Stack Overflow is a community of 4.7 million programmers, just like you, helping each other.

Join them; it only takes a minute:

Sign up
Join the Stack Overflow community to:
  1. Ask programming questions
  2. Answer and help your peers
  3. Get recognized for your expertise

I need to parse (server side) big amounts of HTML pages.
We all agree that regexp is not the way to go here.
It seems to me that javascript is the native way of parsing a HTML page, but that assumption relies on the server side code having all the DOM ability javascript has inside a browser.

Does Node.js have that ability built in?
Is there a better approach to this problem, parsing HTML on the server side?

share|improve this question
up vote 45 down vote accepted

You can use the npm modules jsdom and htmlparser to create and parse a DOM in Node.JS.

Other options include:

  • BeautifulSoup for python
  • you can convert you html to xhtml and use XSLT
  • HTMLAgilityPack for .NET
  • CsQuery for .NET (my new favorite)
  • The spidermonkey and rhino JS engines have native E4X support. This may be useful, only if you convert your html to xhtml.

Out of all these options, I prefer using the Node.js option, because it uses the standard W3C DOM accessor methods and I can reuse code on both the client and server. I wish BeautifulSoup's methods were more similar to the W3C dom, and I think converting your HTML to XHTML to write XSLT is just plain sadistic.

share|improve this answer
3  
is it a good approach to parse HTML using node.js though? – Itay Moav -Malimovka Sep 10 '11 at 16:26
2  
What do you mean by good? Reliable, fast, easy? Well with these two, it is robust enough so that you can use jQuery serverside if you wanted to. – kzh Sep 10 '11 at 16:29
4  
+1 - If you want to use Node, this is the way to go. – josh3736 Sep 10 '11 at 16:38
1  
@kzh Reliable and easy are more important to me then if the process ends in one hour or one day. – Itay Moav -Malimovka Sep 10 '11 at 21:25
    
I would say that the node option is reliable and is definitely easy if you are already used to the DOM. – kzh Sep 11 '11 at 20:22

Use Cheerio. It isn't as strict as jsdom and is optimized for scraping. As a bonus, uses the jQuery selectors you already know.

❤ Familiar syntax: Cheerio implements a subset of core jQuery. Cheerio removes all the DOM inconsistencies and browser cruft from the jQuery library, revealing its truly gorgeous API.

ϟ Blazingly fast: Cheerio works with a very simple, consistent DOM model. As a result parsing, manipulating, and rendering are incredibly efficient. Preliminary end-to-end benchmarks suggest that cheerio is about 8x faster than JSDOM.

❁ Insanely flexible: Cheerio wraps around @FB55's forgiving htmlparser. Cheerio can parse nearly any HTML or XML document.

share|improve this answer
2  
But doesn't build DOM and doesn't allow XPath. jQuery syntax is surely a downside of that library. – polkovnikov.ph Sep 22 '14 at 6:16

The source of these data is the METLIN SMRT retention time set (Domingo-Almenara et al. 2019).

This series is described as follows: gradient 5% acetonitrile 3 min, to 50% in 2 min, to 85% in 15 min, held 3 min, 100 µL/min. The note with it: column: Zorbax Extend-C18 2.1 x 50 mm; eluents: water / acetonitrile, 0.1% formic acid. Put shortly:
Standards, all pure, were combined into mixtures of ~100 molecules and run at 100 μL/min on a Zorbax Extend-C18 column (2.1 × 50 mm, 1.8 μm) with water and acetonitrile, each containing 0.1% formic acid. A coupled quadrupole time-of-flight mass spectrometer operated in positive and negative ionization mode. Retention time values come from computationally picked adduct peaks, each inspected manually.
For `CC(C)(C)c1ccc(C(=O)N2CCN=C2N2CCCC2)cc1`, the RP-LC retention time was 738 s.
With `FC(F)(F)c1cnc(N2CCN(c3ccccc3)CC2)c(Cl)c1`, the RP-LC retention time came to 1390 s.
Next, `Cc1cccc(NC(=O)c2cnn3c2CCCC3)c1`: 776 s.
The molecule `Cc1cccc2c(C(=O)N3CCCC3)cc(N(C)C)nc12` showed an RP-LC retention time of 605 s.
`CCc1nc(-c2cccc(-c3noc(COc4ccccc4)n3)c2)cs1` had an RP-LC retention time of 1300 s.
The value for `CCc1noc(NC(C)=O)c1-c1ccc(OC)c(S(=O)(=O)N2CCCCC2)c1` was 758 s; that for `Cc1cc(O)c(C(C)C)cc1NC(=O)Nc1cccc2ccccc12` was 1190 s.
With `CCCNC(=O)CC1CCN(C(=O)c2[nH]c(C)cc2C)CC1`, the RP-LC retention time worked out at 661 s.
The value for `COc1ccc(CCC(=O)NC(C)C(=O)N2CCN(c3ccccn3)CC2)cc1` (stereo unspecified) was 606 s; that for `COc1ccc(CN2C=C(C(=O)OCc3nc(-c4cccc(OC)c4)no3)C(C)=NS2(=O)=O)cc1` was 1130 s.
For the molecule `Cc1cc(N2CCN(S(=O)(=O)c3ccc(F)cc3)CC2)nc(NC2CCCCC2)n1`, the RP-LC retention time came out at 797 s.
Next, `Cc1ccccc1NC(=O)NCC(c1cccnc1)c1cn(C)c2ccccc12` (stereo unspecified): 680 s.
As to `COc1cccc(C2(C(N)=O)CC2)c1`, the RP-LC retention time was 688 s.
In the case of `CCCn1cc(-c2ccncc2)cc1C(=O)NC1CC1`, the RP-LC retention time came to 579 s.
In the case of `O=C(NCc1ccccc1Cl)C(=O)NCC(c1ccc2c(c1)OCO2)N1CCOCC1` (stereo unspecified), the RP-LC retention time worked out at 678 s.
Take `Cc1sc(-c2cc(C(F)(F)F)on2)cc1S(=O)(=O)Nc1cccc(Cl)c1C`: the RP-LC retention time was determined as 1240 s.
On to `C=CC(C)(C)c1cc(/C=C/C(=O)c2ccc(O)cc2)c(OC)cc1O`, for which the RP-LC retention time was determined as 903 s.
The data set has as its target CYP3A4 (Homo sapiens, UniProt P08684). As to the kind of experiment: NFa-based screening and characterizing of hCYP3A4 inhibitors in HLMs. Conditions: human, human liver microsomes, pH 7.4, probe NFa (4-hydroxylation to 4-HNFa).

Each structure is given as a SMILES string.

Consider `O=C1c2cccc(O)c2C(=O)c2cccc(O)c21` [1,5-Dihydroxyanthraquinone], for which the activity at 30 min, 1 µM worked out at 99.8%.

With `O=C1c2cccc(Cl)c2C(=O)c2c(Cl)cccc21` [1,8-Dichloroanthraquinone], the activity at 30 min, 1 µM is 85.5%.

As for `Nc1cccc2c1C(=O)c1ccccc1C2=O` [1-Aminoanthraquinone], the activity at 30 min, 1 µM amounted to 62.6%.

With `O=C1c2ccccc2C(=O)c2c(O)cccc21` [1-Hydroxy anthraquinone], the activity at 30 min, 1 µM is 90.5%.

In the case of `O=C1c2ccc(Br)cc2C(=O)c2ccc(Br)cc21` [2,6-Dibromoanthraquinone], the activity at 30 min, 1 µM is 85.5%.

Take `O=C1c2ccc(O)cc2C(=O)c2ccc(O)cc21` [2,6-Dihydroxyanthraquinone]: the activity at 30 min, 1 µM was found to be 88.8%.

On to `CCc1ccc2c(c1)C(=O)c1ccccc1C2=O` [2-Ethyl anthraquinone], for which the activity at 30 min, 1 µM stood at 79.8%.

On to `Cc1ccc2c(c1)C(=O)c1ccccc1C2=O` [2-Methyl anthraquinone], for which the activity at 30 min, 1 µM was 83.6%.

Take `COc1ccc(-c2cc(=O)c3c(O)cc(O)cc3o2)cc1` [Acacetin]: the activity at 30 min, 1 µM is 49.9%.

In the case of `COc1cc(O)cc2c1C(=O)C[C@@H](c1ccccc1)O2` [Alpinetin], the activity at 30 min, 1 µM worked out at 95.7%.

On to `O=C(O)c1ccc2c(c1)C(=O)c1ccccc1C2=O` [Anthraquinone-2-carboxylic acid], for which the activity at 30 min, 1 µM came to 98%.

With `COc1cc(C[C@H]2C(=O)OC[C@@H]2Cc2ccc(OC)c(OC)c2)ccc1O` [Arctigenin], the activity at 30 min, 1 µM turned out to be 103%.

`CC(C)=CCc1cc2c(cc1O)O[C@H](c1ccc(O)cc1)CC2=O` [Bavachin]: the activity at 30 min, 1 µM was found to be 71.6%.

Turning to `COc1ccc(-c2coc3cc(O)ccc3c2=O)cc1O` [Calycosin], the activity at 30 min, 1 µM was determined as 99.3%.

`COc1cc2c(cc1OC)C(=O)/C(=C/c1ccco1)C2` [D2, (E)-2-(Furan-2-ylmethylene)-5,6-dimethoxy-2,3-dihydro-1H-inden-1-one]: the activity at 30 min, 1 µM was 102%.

1  
@polkovnikov.ph in my experience very few applications require full DOM parsing, and building the DOM is very expensive compared to the fast "lazy" evaluation in jQuery/Cheerio. In this sense jQuery-style parsing is a benefit, but if your application requires manipulating the DOM server-side you might prefer to try jsdom. – Meekohi Sep 22 '14 at 12:01
    
jsdom is too slow for that :/ – polkovnikov.ph Sep 22 '14 at 13:28
    
Cheerio is pretty slow too ... – Mohamed Mansour Feb 4 at 7:51
    
@MohamedMansour for what it's worth we're using Cheerio in production and scraping thousands of pages in a few seconds. "fast" and "slow" are all relative to your application and bandwidth of course. – Meekohi Feb 4 at 14:10

Use htmlparser2, its way faster and pretty straightforward. Consult this usage example:

https://www.npmjs.org/package/htmlparser2#usage

And the live demo here:

http://demos.forbeslindesay.co.uk/htmlparser2/

share|improve this answer

Htmlparser2 by FB55 seems to be a good alternative.

share|improve this answer
3  
And what should one do with this return format? Write a bunch of for loops and tree traversals? – polkovnikov.ph Sep 22 '14 at 6:18
    
You can register to open/close tag events, so depending on what you want, this is a really good alternative imho. – Phil May 4 '15 at 19:20
    
@polkovnikov.ph There is also domutils package by the same author that works with the format returned by htmlparser2 - it has lots of methods, some of which have the same syntax as DOM methods, some are different; you won't really need to traverse the object manually. No docs there, but the source code is super clear - it all works as you would expect. – esp May 4 '15 at 19:50
    
@esp Would it magically interpret xpath or selectors? – polkovnikov.ph May 4 '15 at 20:40
    
not yet, but what stops you extending it? it's not that difficult using functions it already has. – esp May 9 '15 at 9:37

jsdom is too strict to do any real screen scraping sort of things, but beautifulsoup doesn't choke on bad markup.

node-soupselect is a port of python's beautifulsoup into nodejs, and it works beautifully

share|improve this answer

In .NET, there's the HTML Agility Pack, which is an extremely solid HTML parsing library.

share|improve this answer
1  
Does that work with Node.JS? – kzh Sep 10 '11 at 16:48
2  
@kzh: No, but my reading of the question (and the OP's comment) is that he's open to other [non-Node] alternatives. – josh3736 Sep 10 '11 at 17:09

Your Answer

 
discard

By posting your answer, you agree to the privacy policy and terms of service.

Not the answer you're looking for? Browse other questions tagged or ask your own question.